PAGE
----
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Come to the conclusion - Page 2

post #21 of 33
aussie, we all stumble and at times take a fall. It is part of the growing process we go thru. I am almost ashamed to think about the meat I have ruined. But the key word is almost. You fell off your horse so to speak. Sooo....get back on your horse (smoker) and ride again. You know sometimes the learning process is also low and slow. You are encircled with help here. Good Luck!!
post #22 of 33
Allright.. enough words of encouragement..

Lets get this man a hotter fire.

How many times have you smoked with it? What happened then?
How much and what kind of charcoal are you starting off with?

As mentioned earlier.. take a test run and show us some q-views. Just do your normal thing.. and show a pic of the fire you got started.
post #23 of 33
Thats right, the kind of charcoal is a great start, and could be part of the problem. Get some Lump, hopefully something other than cowboy brand!
post #24 of 33

Sometimes after work, I will fire up the smoker and do trial runs if I am testing new ideas or baffle shape, placement fire management etc. I pay attention to temps using my Taylor digitals. Gives me a chance to get to know how the smoker runs without being pressured about finishing in time for a meal.

Of course tending the smoker for a couple of hours without having food to eat at the end is kind of a pain so sometimes I will throw something on that just needs to be warmed up but may benefit from the smoke -- like hot dogs.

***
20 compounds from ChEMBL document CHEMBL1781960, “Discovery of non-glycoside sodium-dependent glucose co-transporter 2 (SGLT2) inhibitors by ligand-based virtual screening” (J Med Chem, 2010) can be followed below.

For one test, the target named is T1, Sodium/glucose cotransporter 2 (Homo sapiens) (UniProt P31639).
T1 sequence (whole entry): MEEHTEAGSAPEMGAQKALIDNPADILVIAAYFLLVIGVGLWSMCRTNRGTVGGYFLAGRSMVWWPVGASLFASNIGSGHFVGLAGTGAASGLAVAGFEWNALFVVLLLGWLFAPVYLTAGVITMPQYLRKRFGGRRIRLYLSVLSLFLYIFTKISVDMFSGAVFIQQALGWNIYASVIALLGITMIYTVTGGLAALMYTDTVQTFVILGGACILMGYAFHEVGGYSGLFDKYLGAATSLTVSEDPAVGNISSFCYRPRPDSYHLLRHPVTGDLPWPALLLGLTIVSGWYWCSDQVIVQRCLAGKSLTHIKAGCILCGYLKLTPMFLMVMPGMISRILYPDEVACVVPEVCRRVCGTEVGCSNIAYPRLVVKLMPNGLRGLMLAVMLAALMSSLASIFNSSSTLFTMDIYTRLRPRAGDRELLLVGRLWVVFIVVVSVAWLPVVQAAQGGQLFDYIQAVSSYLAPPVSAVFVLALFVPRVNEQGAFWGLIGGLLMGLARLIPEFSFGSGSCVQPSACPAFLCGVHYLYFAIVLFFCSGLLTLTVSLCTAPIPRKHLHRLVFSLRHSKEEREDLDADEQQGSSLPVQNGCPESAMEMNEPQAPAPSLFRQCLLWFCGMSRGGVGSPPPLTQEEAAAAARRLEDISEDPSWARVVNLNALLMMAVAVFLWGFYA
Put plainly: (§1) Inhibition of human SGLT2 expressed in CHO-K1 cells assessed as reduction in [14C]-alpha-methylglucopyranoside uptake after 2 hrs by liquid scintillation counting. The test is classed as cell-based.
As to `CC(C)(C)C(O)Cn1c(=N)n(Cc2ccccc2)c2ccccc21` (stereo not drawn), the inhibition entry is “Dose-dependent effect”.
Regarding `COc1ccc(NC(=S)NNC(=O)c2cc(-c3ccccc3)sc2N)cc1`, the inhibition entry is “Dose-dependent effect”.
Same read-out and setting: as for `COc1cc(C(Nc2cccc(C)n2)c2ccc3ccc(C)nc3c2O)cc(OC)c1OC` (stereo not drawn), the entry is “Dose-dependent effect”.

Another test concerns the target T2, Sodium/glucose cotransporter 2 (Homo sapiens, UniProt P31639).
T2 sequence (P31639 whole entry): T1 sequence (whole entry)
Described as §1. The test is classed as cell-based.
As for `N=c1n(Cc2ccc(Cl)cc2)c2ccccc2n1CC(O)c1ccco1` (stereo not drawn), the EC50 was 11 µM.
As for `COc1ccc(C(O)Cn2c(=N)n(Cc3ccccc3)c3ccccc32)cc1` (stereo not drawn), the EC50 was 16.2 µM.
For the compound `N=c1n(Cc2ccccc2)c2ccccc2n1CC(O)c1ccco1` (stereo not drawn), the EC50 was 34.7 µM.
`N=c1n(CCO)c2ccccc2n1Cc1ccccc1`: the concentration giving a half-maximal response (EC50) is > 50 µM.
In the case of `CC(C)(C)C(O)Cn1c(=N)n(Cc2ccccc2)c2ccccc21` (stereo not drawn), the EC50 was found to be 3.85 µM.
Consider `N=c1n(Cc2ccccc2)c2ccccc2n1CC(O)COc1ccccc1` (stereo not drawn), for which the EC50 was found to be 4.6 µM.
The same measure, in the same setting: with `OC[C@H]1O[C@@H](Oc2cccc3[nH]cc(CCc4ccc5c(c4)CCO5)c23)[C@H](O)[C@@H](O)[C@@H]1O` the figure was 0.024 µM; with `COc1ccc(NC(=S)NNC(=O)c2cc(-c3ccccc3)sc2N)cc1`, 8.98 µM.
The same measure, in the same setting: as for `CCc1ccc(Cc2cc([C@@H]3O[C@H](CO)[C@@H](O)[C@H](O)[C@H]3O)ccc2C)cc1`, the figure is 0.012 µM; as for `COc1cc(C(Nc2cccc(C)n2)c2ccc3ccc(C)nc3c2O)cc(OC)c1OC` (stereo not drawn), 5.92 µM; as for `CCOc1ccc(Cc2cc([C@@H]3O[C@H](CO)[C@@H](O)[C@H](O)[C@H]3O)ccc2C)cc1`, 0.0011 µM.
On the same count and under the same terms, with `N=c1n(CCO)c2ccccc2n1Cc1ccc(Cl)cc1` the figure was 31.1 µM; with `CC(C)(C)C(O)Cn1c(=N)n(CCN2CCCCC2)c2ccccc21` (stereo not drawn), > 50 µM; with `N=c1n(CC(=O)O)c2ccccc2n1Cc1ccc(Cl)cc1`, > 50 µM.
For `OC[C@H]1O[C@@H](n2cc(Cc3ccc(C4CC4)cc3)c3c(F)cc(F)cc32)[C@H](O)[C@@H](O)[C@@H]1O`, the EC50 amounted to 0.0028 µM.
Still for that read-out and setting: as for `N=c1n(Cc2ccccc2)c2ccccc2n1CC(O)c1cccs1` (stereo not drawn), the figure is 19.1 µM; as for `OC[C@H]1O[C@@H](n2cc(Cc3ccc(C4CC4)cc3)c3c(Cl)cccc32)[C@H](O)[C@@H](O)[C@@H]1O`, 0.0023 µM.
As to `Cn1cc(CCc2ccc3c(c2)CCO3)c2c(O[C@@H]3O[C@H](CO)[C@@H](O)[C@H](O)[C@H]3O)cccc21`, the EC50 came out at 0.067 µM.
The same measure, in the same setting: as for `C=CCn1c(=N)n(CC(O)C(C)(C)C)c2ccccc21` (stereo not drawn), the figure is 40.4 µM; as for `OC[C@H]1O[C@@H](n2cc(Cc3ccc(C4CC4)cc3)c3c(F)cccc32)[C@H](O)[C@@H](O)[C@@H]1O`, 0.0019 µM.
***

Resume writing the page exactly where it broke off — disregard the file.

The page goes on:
post #25 of 33
From what I've read, the Brinkman smokers need some Mods done to the firepan. I have an ECB, that I had the same problem (could not get enough heat). It has no air holes in the firepan. that may part of your part of your problem as well.
post #26 of 33
I agree with everyone and I think jsieber may be on the right track.I have a friend who got the smoking bug and went and bought a vertical charcoal brinkman(I assume your talking about the square one.)Well I got a call about 9pm one night that sounded alot like your thread.Next day I went over and we took a look.That little fire box just sittin in the bottom was his problem.We talked about how he could fix it and just for some confidence I went and bought one of those little disposable grills(basicaly a foil pan with a grate)Well I put the charcoal on top of the grate and we lit her off,low and behold about 2 beers later he was at 350 degrees and climbin!He has since built him a little box with a grate in the bottom and I often look forward to his Q.Maybe something this simple is what's going on with yours and remember when your friends are praising those sweet tender ribs you'll know I didn't give up!